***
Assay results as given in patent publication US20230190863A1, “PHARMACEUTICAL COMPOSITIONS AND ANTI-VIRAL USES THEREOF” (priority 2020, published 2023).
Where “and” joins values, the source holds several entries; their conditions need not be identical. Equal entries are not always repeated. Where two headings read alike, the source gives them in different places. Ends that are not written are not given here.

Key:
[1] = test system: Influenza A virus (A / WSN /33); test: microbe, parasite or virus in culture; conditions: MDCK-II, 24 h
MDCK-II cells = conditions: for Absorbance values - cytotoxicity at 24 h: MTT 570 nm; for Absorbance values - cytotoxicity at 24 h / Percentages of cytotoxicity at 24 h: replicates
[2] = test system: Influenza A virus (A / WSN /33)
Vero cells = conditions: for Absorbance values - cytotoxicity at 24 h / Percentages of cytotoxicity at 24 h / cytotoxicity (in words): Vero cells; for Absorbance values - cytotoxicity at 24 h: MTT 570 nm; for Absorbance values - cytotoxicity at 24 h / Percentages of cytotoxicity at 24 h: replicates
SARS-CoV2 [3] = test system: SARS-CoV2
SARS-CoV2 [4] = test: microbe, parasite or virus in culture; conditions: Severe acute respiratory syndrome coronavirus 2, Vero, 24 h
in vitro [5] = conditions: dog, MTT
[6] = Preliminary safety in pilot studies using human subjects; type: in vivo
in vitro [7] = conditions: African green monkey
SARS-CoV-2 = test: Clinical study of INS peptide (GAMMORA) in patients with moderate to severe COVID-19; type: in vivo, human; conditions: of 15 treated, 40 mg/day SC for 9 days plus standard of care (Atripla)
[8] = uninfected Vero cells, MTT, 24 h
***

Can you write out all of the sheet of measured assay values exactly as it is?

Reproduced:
Assay results as given in patent publication US20230190863A1, “PHARMACEUTICAL COMPOSITIONS AND ANTI-VIRAL USES THEREOF” (priority 2020, published 2023).
Where “and” joins values, the source holds several entries; their conditions need not be identical. Equal entries are not always repeated. Where two headings read alike, the source gives them in different places. Ends that are not written are not given here.

Key:
[1] = test system: Influenza A virus (A / WSN /33); test: microbe, parasite or virus in culture; conditions: MDCK-II, 24 h
MDCK-II cells = conditions: for Absorbance values - cytotoxicity at 24 h: MTT 570 nm; for Absorbance values - cytotoxicity at 24 h / Percentages of cytotoxicity at 24 h: replicates
[2] = test system: Influenza A virus (A / WSN /33)
Vero cells = conditions: for Absorbance values - cytotoxicity at 24 h / Percentages of cytotoxicity at 24 h / cytotoxicity (in words): Vero cells; for Absorbance values - cytotoxicity at 24 h: MTT 570 nm; for Absorbance values - cytotoxicity at 24 h / Percentages of cytotoxicity at 24 h: replicates
SARS-CoV2 [3] = test system: SARS-CoV2
SARS-CoV2 [4] = test: microbe, parasite or virus in culture; conditions: Severe acute respiratory syndrome coronavirus 2, Vero, 24 h
in vitro [5] = conditions: dog, MTT
[6] = Preliminary safety in pilot studies using human subjects; type: in vivo
in vitro [7] = conditions: African green monkey
SARS-CoV-2 = test: Clinical study of INS peptide (GAMMORA) in patients with moderate to severe COVID-19; type: in vivo, human; conditions: of 15 treated, 40 mg/day SC for 9 days plus standard of care (Atripla)
[8] = uninfected Vero cells, MTT, 24 h